“Shrimad-Bhagavatam is so made that one becomes at once engaged in the path of self-realization simply by hearing the topics. Although it is especially meant for the paramahamsas, or those who are totally engaged in self-realization, it works into the depths of the hearts of those who may be worldly men. Worldly men are all engaged in sense gratification. But even such men will find in this Vedic literature a remedial measure for their material diseases.” (Shrila Prabhupada, Shrimad Bhagavatam, 1.7.8 Purport)
Upon first glance, the various spiritual traditions of the world might look like a professional sports league. You have your franchise from this part of the world. Then you have a franchise from another. The people of the respective regions have their allegiances. Amongst the vast variety there is a unifying practice: each group thinks their religion is superior. This may lead the person with little knowledge to speculate further. “Perhaps the people just need religion to feel good. Maybe they have found happiness in that way. Never mind for myself, though, for I have more important matters to tend to.” The highest dharma, the one that covers all religions, sub-religions, desires, concoctions, and temporary fads, solves all problems for all people, even those who think otherwise. This dharma, or system of religiosity, is bhagavata-dharma and it has a lengthy work exclusively devoted to it: the Shrimad Bhagavatam.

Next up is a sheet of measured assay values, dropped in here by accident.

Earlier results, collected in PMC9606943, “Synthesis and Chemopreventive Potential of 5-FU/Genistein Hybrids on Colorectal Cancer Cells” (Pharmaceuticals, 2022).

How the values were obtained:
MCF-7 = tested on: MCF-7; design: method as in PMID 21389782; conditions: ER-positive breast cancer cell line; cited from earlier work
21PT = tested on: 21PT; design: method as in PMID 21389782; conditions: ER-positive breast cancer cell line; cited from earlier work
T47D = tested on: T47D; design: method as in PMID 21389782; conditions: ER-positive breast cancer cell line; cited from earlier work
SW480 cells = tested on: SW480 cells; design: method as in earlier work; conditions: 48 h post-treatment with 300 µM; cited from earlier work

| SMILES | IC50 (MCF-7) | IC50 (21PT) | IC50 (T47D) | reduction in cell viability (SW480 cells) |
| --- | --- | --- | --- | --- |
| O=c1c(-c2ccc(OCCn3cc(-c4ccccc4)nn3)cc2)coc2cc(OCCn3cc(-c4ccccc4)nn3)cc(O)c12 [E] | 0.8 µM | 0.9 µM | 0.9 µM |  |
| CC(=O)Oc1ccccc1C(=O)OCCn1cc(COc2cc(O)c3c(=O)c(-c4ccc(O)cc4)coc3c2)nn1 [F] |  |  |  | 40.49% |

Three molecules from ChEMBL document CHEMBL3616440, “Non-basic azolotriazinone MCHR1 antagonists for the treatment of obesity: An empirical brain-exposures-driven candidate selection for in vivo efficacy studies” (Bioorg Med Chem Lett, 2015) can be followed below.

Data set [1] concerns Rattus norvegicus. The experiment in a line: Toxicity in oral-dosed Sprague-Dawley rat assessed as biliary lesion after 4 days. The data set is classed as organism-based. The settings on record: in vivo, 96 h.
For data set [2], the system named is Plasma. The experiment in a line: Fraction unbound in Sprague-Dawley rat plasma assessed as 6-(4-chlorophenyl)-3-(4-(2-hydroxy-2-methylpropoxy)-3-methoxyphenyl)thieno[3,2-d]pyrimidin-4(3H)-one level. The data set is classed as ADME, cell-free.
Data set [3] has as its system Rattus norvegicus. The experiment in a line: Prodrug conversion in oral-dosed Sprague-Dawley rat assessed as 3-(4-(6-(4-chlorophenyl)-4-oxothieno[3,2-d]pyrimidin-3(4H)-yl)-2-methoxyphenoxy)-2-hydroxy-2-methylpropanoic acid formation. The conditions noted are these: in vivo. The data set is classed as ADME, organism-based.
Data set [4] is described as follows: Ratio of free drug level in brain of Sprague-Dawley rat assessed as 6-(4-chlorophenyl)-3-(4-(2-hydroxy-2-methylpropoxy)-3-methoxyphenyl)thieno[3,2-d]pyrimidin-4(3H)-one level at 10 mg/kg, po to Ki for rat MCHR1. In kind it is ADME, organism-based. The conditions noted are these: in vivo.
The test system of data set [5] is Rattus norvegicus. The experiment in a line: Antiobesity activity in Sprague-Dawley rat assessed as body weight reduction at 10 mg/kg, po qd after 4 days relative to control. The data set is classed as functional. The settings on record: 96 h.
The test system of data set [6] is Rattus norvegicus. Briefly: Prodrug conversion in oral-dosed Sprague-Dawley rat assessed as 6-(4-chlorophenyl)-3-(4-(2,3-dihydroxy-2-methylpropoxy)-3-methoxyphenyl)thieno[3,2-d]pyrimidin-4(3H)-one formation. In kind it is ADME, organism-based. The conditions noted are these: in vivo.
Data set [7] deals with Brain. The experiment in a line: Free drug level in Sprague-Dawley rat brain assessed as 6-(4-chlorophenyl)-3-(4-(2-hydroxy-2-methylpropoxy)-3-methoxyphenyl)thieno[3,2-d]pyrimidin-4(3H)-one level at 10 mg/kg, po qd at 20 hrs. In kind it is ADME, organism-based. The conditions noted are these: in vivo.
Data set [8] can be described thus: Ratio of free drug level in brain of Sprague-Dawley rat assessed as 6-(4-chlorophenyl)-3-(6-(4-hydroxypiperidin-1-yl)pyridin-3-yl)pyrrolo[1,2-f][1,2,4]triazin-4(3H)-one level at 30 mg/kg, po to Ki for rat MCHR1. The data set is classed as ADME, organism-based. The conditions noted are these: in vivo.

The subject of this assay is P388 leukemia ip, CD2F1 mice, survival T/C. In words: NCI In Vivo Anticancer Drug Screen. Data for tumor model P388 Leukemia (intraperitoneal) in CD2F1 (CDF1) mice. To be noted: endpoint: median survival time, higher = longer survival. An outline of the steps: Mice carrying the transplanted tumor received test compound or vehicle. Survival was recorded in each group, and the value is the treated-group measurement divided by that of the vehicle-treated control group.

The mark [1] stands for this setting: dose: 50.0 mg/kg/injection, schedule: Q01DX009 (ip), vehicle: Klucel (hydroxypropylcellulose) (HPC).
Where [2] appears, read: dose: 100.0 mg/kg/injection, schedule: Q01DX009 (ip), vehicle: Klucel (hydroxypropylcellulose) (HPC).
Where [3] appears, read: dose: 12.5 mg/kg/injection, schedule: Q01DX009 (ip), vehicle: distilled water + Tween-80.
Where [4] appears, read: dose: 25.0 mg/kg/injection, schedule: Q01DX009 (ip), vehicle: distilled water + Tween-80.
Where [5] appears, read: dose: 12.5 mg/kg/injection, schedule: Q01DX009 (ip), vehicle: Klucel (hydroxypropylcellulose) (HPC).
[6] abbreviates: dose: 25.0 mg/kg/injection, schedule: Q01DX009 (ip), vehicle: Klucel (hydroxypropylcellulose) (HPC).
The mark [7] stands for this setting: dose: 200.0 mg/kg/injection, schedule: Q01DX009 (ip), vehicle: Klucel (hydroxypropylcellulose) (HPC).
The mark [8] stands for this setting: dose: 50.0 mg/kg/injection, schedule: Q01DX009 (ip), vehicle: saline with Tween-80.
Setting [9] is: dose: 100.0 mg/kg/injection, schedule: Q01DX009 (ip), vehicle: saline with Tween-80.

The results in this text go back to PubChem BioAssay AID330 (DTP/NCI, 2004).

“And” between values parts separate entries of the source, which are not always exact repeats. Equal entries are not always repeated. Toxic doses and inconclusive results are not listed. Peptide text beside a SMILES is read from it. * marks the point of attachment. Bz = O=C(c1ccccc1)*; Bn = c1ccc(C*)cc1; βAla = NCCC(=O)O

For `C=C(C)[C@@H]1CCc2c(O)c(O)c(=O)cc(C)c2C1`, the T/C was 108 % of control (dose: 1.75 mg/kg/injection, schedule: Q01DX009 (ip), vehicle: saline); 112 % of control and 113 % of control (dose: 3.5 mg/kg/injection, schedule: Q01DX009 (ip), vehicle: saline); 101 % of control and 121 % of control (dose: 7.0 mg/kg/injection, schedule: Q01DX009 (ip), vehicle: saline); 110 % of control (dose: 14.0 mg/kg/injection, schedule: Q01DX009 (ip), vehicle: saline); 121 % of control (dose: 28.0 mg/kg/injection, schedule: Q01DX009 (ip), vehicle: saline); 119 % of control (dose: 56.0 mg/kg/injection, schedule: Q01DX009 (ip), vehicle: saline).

Imagine this scene. You work in an office. The company provides software to various companies. The only thing typical about your work day is that nothing is ever fixed. You’re never devoted to a single project. The boss wants this thing done. The people in the accounting department have their own problems that they want you to look into. The other people in the technology section want to talk to you about nothing, a way to pass the day. You fix one thing and then there’s another problem.
The job takes its toll so much that you barely have time to yourself at night. Forget cooking for yourself, you live at the drive-thru window of the local fast food restaurant. They know your order each time you show up. “The usual, Mr. Hard At Work,” they ask you each time you pull up in your car. With embarrassment you say, “Yes, please.”
Finally, a Friday comes along where you’re planning to leave early. You’re getting away for the weekend. You’re not going to take your laptop computer with you. Just you and a couple of friends driving to a remote area with a pleasant environment. As you’re about to leave early on Friday, someone comes into your office. “Mr. Such and Such is on the phone from that company that we’re trying to get as a client. They need you on a conference call right now.” You ask if someone else can take it, and they tell you “no.” You ask why no one informed you of this beforehand, and they don’t have an answer. For pretty much anyone else in the company, it would be easy to leave, skipping the meeting. But you know if you do that you will hear about it on Monday. You will get yelled at for potentially blowing a big deal. Realizing that you have no choice but to stay, in a fit of rage you take the phone that’s on your desk and throw it against the wall.